Supreme Court partially allows Trump’s travel ban. Who is still barred?

Donald Trump

Portions of President Trump’s travel ban go into effect on Thursday, three days after the Supreme Court temporarily lifted legal blocks on the ban and agreed to review the case this fall.

The court granted an exception for people with “bona fide relationships” in the United States, and advocates and experts expressed uncertainty about how the Trump administration would implement the decision.

Allowed: People With ‘Bona Fide’ Relationships in the U.S.

The Supreme Court lifted the suspensions that federal judges had put on Mr. Trump’s travel ban order in March, but only partially: People from the affected countries who have “a credible claim of a bona fide relationship with a person or entity in the United States” will still be allowed to enter the country.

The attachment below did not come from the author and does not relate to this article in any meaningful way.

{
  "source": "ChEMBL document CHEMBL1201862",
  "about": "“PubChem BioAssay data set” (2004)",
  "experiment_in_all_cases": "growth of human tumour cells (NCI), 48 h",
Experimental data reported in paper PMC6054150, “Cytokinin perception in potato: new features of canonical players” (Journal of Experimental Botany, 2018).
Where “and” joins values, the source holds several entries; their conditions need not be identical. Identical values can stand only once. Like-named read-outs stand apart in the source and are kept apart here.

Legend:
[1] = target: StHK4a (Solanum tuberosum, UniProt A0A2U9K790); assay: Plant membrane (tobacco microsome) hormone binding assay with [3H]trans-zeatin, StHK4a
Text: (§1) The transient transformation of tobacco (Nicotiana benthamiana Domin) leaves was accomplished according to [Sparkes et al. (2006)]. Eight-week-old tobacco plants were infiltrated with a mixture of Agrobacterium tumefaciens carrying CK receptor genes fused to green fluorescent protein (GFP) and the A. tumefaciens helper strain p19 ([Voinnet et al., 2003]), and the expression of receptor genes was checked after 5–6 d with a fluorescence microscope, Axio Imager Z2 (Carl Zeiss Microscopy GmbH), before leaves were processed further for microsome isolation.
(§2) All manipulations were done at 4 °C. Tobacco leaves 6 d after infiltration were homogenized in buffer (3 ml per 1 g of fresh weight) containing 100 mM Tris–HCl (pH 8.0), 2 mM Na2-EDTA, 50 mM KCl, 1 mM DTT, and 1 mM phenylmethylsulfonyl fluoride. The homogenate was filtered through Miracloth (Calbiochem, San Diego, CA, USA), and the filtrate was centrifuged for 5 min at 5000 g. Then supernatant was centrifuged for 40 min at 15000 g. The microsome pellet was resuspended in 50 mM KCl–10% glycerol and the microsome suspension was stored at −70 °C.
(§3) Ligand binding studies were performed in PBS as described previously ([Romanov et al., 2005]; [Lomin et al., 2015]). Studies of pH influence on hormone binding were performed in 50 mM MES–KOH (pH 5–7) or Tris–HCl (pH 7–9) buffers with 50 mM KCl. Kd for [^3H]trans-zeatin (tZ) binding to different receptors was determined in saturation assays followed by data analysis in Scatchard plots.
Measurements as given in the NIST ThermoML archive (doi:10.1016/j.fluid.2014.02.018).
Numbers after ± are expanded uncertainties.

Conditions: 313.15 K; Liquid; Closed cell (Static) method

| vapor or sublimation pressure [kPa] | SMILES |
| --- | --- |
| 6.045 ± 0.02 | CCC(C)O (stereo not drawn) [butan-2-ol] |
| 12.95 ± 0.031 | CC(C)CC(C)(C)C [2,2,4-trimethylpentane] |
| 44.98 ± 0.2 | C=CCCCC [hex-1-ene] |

The justices said their intention was to not burden American parties who have relationships with foreigners. They offered some examples of who would be allowed, including “close family,” students and workers offered employment.

But the court did not precisely explain the meaning of “bona fide relationship.” According to a diplomatic cable obtained by The New York Times, the Trump administration has defined “close family” as a “parent (including parent-in-law), spouse, child, adult son or daughter, son-in-law, daughter-in-law, sibling, whether whole or half. This includes step relationships.”

“Close family” does not include “grandparents, grandchildren, aunts, uncles, nieces, nephews, cousins, brothers-in-laws and sisters-in-law, fiancés and any other ‘extended’ family members.”



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